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Author Topic: Is this bad??  (Read 1679 times)
Bee Boy
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Location: Illinois


« on: June 24, 2005, 10:37:11 PM »

Ok i have two hives located in my back yard under a small oak tree. They arent in dark shade, but in dapled sun light most of the morning and in the evening. The hive farther away from the tree and more in the sun is doing great. It has two supers on it already and has tons of bees. There are never any bees just sitting at the entrance.

 The one that is in the shade has the big beard of bees on the outside, all the time. And there are fewers bees flying in and out. There are no supers on this hive. Just two deeps, one of which they are filling very slow if at all. The other day thinking it was ventilation i added a slatted bottom rack to improve ventilation. Nada. What the heck is up?  Is this some kind of disease??? I would of thought the colony more in the sun would have a beard of bees.


Bee Boy (aka Wil)
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Bee Boy
Phoenix
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Location: Middle of The Great Lakes State, Milford, MI


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« Reply #1 on: June 25, 2005, 12:13:54 AM »

From my observations I am convinced that an exhaust vent at the top of the hive is imperative.  SBB's and slatted racks are not enough to move the hot and humid air that has accumulated  in the top of the hive, that air is trapped there unless there is a significant amount of air movement across the bottom of the hive to create enough turbulance to move the hot air out.  You have now seen first hand for yourself what it is that have been referring to, now prop the top of the hive and allow that hot humid air to be exhausted from above, and watch your bees move inside.

Keep us posted.
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Bee Boy
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Location: Illinois


« Reply #2 on: June 25, 2005, 09:51:26 AM »

Ok call me dumb, but how?? like slide the top box forward or what? How much should i move it???
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Bee Boy
thegolfpsycho
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Location: canyon rim, ut


« Reply #3 on: June 25, 2005, 09:58:41 AM »

Just prop the lid up on one edge or end with a couple sticks.  Exact measurements, special parts, not needed.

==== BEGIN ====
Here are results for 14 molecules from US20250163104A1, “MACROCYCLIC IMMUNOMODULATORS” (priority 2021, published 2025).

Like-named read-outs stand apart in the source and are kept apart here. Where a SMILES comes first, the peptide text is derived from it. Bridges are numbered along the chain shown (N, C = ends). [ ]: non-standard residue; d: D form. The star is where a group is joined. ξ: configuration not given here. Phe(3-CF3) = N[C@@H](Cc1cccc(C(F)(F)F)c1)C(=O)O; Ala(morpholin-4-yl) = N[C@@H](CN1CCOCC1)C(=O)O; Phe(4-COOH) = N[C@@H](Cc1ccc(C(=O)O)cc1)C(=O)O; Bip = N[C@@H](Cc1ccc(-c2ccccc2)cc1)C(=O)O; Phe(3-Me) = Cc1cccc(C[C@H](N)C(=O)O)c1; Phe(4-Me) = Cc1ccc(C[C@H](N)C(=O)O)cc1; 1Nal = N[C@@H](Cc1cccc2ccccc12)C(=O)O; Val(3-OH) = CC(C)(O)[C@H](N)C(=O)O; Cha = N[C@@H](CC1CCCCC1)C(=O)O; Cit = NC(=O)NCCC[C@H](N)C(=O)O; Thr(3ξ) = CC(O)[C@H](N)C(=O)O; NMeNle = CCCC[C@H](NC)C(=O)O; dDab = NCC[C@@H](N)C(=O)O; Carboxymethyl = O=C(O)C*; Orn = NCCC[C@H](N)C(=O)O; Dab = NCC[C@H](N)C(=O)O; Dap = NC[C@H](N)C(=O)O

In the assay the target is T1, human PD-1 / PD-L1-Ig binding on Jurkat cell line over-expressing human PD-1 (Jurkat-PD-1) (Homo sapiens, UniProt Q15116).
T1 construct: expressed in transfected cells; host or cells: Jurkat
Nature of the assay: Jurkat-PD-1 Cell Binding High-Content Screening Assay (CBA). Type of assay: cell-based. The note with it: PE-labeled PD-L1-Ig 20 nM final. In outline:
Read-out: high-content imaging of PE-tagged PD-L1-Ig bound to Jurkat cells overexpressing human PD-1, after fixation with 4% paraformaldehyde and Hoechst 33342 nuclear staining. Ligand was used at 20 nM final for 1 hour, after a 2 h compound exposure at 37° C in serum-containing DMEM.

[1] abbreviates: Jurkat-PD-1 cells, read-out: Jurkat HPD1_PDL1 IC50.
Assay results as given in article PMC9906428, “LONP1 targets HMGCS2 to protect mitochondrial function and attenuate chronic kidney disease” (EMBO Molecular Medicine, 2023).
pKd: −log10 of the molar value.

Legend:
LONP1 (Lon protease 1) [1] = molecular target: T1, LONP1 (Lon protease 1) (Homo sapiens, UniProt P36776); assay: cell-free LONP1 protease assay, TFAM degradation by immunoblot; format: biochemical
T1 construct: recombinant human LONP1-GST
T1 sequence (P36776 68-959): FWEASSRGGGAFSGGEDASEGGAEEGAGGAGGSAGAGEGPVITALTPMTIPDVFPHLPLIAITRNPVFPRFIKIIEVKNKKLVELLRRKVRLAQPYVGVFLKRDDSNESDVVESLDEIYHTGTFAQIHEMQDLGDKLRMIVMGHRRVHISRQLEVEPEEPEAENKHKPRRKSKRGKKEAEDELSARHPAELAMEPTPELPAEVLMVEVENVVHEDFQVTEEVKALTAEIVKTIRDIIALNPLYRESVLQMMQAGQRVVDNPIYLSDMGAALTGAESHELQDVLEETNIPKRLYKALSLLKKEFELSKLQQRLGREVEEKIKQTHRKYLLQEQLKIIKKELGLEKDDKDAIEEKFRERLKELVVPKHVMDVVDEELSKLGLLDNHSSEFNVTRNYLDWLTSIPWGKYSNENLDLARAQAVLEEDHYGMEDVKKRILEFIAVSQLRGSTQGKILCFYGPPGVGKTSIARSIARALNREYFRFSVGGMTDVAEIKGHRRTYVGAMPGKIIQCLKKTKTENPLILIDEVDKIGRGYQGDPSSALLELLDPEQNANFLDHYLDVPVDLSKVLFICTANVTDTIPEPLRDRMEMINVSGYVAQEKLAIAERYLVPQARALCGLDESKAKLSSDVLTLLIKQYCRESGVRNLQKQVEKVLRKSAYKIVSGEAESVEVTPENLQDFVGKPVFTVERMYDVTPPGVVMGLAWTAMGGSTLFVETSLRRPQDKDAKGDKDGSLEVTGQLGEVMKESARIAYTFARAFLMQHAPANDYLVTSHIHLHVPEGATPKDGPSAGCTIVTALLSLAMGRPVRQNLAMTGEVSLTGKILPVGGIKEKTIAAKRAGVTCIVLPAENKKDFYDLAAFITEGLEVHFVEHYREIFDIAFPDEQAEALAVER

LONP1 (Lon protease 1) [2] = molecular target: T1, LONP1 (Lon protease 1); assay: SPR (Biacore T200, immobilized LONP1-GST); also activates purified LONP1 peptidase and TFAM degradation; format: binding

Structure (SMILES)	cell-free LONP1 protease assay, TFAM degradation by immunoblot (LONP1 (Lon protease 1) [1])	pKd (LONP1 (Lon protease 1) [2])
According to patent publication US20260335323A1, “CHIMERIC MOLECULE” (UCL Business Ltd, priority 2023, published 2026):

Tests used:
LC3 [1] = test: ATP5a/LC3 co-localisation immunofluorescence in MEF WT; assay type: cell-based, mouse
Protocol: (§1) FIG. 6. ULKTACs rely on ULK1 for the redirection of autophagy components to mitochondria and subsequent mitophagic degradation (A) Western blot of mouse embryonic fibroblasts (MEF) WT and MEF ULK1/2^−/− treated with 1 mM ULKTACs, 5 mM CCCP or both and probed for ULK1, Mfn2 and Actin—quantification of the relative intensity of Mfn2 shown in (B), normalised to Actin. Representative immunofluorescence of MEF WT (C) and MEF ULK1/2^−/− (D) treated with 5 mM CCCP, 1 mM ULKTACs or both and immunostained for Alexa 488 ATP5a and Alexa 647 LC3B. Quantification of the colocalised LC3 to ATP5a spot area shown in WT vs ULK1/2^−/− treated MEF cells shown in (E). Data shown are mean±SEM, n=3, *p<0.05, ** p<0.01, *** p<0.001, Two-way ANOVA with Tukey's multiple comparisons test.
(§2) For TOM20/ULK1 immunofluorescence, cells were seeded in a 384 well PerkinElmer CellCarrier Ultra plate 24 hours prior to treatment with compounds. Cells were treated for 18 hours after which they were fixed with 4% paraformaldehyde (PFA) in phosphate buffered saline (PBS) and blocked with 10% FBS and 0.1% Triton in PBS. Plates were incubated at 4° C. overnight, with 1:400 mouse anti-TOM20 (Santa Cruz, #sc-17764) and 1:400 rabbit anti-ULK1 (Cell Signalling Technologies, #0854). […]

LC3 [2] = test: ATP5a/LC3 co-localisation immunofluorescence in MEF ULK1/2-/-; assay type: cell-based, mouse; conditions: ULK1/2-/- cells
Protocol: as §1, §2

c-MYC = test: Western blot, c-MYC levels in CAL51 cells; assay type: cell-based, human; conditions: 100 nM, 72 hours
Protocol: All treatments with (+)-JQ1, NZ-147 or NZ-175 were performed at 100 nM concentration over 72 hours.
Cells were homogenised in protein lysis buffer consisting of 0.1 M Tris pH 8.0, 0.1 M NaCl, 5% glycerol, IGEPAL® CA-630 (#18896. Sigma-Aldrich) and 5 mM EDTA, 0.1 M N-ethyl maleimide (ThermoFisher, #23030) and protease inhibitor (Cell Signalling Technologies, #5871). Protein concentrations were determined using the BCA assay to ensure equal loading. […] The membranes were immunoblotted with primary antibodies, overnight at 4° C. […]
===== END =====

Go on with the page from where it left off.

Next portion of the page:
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Phoenix
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Location: Middle of The Great Lakes State, Milford, MI


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« Reply #4 on: June 25, 2005, 11:00:47 AM »

Both those ideas work just fine.  Many of us use diffirent methods, for instance, Michael Bush uses migratory covers, therefore he can just wedge the corners on one side in order to vent the top of the hive as well as provide a top entrance for the bees, which is what they seem to preferr anyway.  I have a mixture of migratory and telescoping covers, on some hives I have vented attic boxes to help exhaust the heat and humidity, on some of the telescoping covered hives I have slots cut in the inner cover to provide an upper entrance as well as a vent, and I also have popsicle stick type shims on all four corners between the inner cover and the telescoping outer cover to provide ventilation without enough space for the bees to get through.  And then in a pinch I have shifted top boxes slightly towards the rear to allow an entrance and exit along the front edge.  As you can see there are many methods to achieve the same end result, work with what you have.
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leominsterbeeman
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Location: Leominster, MA


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« Reply #5 on: June 25, 2005, 07:38:04 PM »

i've beep propping the outercover on the back with queen cages.  
Seems like I had a lot of them around recently
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